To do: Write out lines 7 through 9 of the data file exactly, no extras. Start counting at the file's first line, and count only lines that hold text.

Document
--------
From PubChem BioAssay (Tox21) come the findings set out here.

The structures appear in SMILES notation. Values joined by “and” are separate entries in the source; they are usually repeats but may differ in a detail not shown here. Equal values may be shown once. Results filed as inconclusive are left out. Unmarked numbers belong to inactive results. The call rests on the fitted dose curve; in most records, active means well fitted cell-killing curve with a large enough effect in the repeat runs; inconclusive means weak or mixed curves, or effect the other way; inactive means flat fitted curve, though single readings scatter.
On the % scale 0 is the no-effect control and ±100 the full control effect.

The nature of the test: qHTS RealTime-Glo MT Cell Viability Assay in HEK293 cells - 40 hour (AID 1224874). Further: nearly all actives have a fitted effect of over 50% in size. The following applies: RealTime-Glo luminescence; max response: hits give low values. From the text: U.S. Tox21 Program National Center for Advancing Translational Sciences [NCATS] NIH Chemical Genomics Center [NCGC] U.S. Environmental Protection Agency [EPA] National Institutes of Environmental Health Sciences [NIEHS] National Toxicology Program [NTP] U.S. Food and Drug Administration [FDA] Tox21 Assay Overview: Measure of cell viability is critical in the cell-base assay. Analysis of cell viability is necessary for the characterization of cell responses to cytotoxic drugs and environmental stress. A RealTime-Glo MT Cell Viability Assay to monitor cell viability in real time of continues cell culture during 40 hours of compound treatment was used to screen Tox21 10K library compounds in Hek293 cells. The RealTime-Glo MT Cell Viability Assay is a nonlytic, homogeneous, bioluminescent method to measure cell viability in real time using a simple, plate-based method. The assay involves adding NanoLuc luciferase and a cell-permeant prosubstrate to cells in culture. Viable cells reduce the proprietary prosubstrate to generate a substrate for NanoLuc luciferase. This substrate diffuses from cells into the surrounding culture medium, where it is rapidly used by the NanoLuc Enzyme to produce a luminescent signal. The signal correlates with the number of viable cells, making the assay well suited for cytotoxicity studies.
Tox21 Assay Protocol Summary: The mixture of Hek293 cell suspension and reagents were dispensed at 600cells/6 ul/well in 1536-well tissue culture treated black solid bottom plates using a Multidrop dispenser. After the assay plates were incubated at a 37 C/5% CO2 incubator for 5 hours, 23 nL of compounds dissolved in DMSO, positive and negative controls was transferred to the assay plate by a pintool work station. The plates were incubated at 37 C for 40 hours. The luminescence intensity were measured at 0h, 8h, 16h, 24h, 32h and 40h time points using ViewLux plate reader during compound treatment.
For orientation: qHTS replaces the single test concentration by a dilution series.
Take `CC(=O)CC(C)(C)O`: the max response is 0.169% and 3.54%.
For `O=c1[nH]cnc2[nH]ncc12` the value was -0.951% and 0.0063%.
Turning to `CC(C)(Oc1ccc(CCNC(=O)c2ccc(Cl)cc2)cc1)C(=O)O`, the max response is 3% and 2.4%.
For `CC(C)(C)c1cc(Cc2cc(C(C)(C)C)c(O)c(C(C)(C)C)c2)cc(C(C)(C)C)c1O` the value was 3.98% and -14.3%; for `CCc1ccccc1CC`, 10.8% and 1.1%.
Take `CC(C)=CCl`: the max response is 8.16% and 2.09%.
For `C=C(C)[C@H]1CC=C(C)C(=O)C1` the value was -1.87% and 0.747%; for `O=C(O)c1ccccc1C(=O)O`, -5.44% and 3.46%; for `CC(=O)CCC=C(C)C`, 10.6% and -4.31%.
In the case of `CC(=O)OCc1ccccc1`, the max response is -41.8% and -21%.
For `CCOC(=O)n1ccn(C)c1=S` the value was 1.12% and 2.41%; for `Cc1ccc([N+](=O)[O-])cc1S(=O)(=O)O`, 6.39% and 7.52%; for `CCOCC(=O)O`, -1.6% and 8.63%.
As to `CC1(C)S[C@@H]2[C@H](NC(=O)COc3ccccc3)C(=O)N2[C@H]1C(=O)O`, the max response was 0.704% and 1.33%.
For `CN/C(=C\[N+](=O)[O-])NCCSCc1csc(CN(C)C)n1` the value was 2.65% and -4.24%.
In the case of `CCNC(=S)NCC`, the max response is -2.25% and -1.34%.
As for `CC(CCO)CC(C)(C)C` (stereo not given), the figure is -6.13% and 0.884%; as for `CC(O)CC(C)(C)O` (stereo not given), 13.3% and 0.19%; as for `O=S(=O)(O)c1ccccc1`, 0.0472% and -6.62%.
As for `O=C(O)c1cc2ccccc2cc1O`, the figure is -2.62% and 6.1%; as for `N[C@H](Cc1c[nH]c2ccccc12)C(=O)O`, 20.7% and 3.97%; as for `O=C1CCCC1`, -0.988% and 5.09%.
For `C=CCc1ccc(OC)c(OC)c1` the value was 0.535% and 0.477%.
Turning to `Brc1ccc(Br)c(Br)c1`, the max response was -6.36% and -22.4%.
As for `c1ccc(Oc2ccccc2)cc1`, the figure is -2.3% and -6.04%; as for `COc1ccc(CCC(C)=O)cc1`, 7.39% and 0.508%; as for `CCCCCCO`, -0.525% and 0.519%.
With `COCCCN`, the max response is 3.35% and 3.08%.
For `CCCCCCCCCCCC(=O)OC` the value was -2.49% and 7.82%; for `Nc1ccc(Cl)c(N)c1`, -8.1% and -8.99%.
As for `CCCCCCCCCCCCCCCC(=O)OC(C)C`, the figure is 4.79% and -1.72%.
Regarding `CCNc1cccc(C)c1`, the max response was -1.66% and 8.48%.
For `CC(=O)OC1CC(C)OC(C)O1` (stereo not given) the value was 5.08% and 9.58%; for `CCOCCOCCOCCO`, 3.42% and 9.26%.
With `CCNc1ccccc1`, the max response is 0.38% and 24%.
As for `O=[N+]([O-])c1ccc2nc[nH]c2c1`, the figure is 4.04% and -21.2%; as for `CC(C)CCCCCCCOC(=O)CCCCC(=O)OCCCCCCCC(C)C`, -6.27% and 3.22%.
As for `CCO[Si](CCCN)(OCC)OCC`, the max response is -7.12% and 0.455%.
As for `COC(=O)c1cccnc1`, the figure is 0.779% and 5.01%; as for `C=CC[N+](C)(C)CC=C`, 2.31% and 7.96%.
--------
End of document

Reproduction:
Take `CC(=O)CC(C)(C)O`: the max response is 0.169% and 3.54%.
For `O=c1[nH]cnc2[nH]ncc12` the value was -0.951% and 0.0063%.
Turning to `CC(C)(Oc1ccc(CCNC(=O)c2ccc(Cl)cc2)cc1)C(=O)O`, the max response is 3% and 2.4%.